Thursday, December 11, 2008

Evidence-based labor and delivery management

There is a new study providing guidance for management decisions during labor and birth. Published in the November 2008 issue of the American Journal of Obstetrics & Gynecology, the autheors performed searches on MEDLINE, PubMed and Cochrane.

Evidence based good quality data favors hospital births, delayed admission, support by doulas (stating it was one of the most effective interventions, training birth assistants in developing countries, perineal massage from 34 weeks on (fewer epis or tears), perineal massage & warm packs during second stage and upright position in second stage.

The data did not seem to favor home-like births (stated there were no trials available), enemas, shaving, routine vaginal irrigation, amniotomy (increased cesarean delivery), "hands on" method (described by Ritgen in 1855 and involving pressure on the infant's head on crowning results in more epis and 3rd degree lacerations) , fundal pressure (less satisfaction by mothers) and episiotomy ("should be avoided if at all possible"). An astounding statement is made about oxytocin (well, it is technically Pitocin) augmentation: "Oxytocin augmentation has not been studied as a primary isolated intervention for human labor. In fact, dozens of different doses have been used in different studies, without direct comparison in a randomized trial. Therefore,there is insufficient evidence to assess the effect of any specific regimen for oxytocin use in labor." There you have it, straight from the horses' mouth.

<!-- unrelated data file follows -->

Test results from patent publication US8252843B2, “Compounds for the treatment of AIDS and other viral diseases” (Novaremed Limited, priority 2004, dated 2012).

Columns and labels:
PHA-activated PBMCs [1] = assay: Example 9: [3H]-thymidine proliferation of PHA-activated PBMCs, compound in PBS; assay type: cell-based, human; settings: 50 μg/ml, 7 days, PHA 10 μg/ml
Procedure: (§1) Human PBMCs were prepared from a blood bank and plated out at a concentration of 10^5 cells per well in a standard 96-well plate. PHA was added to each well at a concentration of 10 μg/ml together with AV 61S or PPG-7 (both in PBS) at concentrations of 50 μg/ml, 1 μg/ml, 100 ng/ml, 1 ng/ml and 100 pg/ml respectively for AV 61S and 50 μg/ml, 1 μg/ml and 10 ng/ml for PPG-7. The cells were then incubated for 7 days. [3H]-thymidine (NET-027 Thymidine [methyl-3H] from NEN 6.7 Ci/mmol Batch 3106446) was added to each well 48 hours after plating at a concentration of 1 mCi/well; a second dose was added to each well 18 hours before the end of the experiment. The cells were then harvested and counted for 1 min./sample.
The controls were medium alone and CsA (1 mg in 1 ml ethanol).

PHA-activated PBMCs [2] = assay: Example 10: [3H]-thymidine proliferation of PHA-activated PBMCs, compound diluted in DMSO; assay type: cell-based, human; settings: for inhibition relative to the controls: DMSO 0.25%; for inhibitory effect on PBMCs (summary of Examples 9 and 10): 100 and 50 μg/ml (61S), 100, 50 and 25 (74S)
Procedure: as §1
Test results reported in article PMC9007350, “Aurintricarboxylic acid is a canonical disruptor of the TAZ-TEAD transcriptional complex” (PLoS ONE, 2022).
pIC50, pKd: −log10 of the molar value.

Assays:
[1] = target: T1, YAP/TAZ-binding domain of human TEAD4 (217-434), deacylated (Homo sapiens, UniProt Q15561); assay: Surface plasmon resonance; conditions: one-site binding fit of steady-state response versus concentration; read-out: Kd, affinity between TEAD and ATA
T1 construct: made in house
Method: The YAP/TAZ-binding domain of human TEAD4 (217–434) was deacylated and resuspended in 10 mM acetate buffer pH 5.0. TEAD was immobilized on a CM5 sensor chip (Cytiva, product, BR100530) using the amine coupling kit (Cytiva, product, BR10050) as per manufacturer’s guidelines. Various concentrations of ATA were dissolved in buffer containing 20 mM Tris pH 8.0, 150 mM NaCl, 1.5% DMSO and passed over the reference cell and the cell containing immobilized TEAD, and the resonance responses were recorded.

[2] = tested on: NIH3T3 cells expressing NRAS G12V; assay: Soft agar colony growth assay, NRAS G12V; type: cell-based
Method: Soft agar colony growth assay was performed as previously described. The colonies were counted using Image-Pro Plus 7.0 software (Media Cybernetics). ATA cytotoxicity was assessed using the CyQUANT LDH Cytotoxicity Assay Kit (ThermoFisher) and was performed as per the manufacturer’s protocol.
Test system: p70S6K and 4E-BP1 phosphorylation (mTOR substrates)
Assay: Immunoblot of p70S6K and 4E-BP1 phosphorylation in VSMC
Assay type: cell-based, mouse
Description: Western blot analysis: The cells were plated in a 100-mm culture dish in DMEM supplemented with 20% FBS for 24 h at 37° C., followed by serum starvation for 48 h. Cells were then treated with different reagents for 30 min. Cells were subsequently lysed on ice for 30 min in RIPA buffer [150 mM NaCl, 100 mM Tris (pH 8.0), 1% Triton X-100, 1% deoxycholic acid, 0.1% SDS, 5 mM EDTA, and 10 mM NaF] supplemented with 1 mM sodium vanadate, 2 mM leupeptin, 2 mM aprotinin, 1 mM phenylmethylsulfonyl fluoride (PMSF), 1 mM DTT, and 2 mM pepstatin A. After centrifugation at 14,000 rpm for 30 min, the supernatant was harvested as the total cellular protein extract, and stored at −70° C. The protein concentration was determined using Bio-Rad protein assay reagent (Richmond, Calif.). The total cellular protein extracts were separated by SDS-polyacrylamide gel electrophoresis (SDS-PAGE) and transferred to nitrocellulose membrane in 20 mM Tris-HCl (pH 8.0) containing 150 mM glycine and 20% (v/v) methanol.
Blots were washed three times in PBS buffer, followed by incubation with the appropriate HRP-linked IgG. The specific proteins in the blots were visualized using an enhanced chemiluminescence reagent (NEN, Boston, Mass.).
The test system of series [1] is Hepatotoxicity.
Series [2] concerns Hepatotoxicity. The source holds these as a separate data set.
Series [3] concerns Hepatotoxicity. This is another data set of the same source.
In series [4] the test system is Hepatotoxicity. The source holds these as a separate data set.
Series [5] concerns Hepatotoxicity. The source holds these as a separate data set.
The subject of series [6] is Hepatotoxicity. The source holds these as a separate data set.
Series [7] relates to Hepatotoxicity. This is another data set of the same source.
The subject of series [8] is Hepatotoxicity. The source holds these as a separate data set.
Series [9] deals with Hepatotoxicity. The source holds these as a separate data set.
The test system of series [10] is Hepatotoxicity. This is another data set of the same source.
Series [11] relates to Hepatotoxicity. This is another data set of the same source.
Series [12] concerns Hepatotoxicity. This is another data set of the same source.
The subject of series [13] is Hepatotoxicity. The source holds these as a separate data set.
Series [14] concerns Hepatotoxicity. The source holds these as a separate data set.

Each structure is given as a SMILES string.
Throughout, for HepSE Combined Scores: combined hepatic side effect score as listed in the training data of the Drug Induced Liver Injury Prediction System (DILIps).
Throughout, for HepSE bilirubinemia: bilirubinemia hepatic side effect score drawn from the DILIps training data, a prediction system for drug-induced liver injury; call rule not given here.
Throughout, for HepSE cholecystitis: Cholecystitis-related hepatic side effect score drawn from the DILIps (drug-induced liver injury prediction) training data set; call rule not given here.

The data was not current or was insufficient on restriction of food/fluids during labor, the use of IUPCs, or aromatherapy.

I applaud any policy changes that come as a result of this study particularly about doulas, perineal massage, upright/gravity positive positioning for second stage, episiotomies etc. However, it is disturbing to see that the data they found did not favor home-like births especially since there is a myriad of data suggesting otherwise.

Perhaps we ARE making small steps. Perhaps things ARE changing. Perhaps one day we will see evidence-based maternity care. After all, we have been talking and writing about it for nearly five decades.

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